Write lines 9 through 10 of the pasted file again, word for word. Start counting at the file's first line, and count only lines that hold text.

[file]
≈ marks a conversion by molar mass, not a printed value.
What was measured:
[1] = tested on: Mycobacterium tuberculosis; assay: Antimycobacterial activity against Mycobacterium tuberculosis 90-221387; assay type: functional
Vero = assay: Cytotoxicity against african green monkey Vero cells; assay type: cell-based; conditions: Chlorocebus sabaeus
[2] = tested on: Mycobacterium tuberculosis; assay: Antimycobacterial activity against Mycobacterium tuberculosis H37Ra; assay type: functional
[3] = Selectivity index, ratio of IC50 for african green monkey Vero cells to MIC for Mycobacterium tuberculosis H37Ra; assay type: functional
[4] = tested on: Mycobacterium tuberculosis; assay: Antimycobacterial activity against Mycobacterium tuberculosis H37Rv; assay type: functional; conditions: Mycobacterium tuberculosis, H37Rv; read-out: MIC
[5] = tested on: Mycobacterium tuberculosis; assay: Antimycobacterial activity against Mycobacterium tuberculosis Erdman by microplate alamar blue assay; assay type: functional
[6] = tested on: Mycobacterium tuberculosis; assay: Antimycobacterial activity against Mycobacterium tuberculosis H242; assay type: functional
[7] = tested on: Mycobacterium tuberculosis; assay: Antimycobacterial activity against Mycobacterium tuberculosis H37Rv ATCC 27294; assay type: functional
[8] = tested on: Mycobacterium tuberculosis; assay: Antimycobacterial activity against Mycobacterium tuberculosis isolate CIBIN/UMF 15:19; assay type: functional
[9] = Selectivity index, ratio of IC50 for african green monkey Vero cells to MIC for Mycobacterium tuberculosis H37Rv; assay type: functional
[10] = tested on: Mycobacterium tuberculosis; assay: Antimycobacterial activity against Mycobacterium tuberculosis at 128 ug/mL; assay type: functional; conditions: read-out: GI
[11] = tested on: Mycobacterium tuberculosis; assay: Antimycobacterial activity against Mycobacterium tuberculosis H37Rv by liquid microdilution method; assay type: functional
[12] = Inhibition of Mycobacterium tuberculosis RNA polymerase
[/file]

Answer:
[6] = tested on: Mycobacterium tuberculosis; assay: Antimycobacterial activity against Mycobacterium tuberculosis H242; assay type: functional
[7] = tested on: Mycobacterium tuberculosis; assay: Antimycobacterial activity against Mycobacterium tuberculosis H37Rv ATCC 27294; assay type: functional